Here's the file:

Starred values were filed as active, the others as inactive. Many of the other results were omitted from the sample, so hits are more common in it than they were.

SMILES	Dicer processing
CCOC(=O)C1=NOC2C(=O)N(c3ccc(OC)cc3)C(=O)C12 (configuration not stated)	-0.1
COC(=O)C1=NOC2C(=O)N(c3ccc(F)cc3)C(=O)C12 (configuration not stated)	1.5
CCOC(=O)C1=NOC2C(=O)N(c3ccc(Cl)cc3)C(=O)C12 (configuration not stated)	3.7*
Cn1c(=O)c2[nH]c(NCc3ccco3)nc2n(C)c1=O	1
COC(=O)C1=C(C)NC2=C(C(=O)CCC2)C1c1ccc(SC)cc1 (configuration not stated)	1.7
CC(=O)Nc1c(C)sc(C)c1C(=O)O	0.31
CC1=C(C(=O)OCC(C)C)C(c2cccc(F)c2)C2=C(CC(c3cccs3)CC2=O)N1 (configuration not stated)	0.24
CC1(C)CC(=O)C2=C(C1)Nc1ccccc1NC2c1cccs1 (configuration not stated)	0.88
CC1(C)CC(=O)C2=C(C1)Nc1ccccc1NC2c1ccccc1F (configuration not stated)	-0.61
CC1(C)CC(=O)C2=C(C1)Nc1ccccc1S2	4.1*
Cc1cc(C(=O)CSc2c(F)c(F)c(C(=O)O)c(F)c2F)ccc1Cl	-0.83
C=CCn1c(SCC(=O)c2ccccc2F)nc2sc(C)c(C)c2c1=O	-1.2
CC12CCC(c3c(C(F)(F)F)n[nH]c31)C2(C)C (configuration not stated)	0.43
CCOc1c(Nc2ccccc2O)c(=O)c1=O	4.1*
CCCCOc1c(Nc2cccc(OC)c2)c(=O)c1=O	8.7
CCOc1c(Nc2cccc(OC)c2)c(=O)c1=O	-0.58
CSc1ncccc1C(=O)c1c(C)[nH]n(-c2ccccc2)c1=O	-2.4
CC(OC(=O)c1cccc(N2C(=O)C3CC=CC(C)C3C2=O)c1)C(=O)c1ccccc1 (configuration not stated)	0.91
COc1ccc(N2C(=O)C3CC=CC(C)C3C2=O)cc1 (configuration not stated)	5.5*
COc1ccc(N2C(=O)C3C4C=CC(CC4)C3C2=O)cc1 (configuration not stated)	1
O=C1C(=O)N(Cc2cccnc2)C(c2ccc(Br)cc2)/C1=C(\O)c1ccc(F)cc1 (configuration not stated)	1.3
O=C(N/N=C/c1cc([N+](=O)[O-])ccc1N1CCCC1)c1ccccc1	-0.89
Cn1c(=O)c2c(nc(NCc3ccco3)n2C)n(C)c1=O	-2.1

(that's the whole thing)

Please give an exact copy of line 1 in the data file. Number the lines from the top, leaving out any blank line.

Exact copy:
Starred values were filed as active, the others as inactive. Many of the other results were omitted from the sample, so hits are more common in it than they were.